RegTech Intelligence

The global race to digital money

Bike race

Advances in digitalisation in recent years have made an impact on all areas of life and the payment sector is no exception. Use of cash has been in decline for years, a trend was only accelerated by the Covid-19 pandemic.

With the majority of commerce no longer dependent upon cash, it’s no surprise that both governments and the private sector are looking for viable alternatives to fiat money.[1] This article recaps the public and private sector currency races underway as we prepare for JWG’s annual conference next month.

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The CBDC race

One such addition to cash is Central Bank Digital Currencies (CBDC) – an electronic form of central bank money which has been one of the most suggested options to tackle diminishing use of cash and implications of increasing reliance on a single electronic payment method (cards) that could reduce the resilience of the payments landscape as a whole.[2]

New forms of digital money offer unique potential to unlock innovation and according to Bank of International Settlements, 86 % of central banks are now actively engaging in some form of CBDC work, but no one has advanced as far as Chinese government.

China is one of the leaders in this area as it’s digital currency progress reaches advanced stages, going so far as to have various pilots with more than 10 million user base. In other parts of the globe, Western powers are taking a more cautious approach, as most of the countries are still only evaluating all of the risks and benefits before committing to even the possibility of issuing their own central bank digital currency.

A new digital currency research programme was announced just last month by the ECB, outlining the launch of the next investigation phase of a digital euro project which will last 24 months and aims to address key issues on design and distribution. Previously issues such as privacy, anti-money laundering, limits on digital euro in circulation, were examined as well. [3] This cautious approach is one of the reasons China managed to take the lead in the CBDC race.

Stablecoins and AML concerns

While CBDC is the most popular option for supporting resilience in the changing payments landscape, it’s not the only one. Crypto-currencies, private companies currencies (like the initial version of Facebook Libra) and stablecoins (USDT) are all potential alternatives.[4]

Crypto-currencies have been long used as a means of payment but primarily known as a payment in relation to fraudulent or money-laundering activities such as Silk Road black market.[5]

The recent EU “Anti-money laundering package”, which introduced full application of the EU AML/CFT rules to the crypto sector, could help bring crypto assets into standard regulatory AML framework and make them a more credible means of payment in the eyes of general public and private sector.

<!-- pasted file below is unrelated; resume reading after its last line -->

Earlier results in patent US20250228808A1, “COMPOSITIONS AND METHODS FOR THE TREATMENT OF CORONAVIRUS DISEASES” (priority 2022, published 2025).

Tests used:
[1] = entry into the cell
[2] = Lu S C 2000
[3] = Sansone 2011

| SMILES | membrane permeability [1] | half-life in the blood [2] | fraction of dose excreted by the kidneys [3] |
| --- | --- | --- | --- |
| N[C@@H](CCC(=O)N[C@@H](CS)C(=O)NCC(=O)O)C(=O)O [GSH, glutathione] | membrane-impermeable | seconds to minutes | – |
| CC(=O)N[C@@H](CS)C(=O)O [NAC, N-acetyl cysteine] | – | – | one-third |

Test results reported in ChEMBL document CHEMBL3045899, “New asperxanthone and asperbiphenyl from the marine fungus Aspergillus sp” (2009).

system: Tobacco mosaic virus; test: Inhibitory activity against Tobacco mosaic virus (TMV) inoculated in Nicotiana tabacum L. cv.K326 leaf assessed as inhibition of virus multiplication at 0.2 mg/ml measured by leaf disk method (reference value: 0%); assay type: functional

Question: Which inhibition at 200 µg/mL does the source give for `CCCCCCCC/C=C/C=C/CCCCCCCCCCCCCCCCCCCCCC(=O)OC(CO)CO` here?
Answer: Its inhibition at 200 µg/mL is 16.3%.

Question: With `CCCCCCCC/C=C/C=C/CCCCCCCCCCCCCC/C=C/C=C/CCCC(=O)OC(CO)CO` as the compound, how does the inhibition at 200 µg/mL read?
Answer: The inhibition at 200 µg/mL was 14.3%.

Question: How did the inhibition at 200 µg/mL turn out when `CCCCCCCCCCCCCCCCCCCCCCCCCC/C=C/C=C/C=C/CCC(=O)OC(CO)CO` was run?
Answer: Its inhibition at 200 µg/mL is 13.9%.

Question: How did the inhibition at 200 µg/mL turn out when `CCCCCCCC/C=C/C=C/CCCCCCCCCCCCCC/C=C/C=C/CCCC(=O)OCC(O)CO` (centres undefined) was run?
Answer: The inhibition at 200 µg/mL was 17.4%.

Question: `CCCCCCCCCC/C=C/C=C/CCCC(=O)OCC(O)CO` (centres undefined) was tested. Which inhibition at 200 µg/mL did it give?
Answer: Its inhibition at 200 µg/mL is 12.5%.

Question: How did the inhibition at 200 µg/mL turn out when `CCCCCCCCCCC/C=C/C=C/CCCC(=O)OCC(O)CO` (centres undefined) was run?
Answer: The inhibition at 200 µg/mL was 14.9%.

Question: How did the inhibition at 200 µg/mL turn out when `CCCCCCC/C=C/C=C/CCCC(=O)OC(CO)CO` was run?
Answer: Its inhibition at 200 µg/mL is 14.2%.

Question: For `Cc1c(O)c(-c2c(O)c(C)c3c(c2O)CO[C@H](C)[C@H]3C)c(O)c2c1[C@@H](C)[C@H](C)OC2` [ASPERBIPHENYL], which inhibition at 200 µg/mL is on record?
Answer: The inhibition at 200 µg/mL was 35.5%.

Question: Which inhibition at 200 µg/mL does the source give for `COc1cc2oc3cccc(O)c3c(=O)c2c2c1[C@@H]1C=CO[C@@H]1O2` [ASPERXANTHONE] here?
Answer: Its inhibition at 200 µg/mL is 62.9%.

This, however, will add an additional layer of challenge for companies and crypto asset providers who were already struggling with implementation of “travel rule”. [6]  This is a rule that obliges crypto-asset service providers to collect and make accessible data concerning the originators and beneficiaries of the crypto-asset transfers.

On the other hand, some believe that crypto-currencies are not suitable alternatives to cash as they fail as a store of value and as a fully acceptable and efficient payment instrument due to wild price swings and decentralised nature and should be classified as crypto-assets instead due to their speculative nature.[7] However, one type of crypto-assets – stablecoins, doesn’t have these problems, since the value of stablecoins is tied to one or more other assets, such as a sovereign currency.

Additionally, certain stablecoins claim that they will make possible new forms of online exchange through their 24/7 availability, borderless nature, fractionalisation and integration with non-financial services.[8] These characteristics allowed stablecoins to be proposed as a viable alternative to CBDCs, especially in the US where the international role of the dollar in the global economy could be challenged by foreign CBDCs.[9]


If there is to be a final victor in the cash alternative space it will not be solely determined by the relative efficiency of these solutions but by a number of additional factors including, public opinion, privacy issues, choice of currency potential trading partners are using and all of these issues will need to be carefully thought through as when a market will start to tip towards one of the solutions, it will be very difficult to reverse it.

However, regardless of the winner, new standards and regulations for payments will emerge and need for global collaboration and coordination will be even more pressing.

If you’re interested in learning more about the future of digital payments or wish to get involved in the discussions, then join us at the 6th JWG conference, virtual and on-demand from the 16th to the 17th of November 2021.

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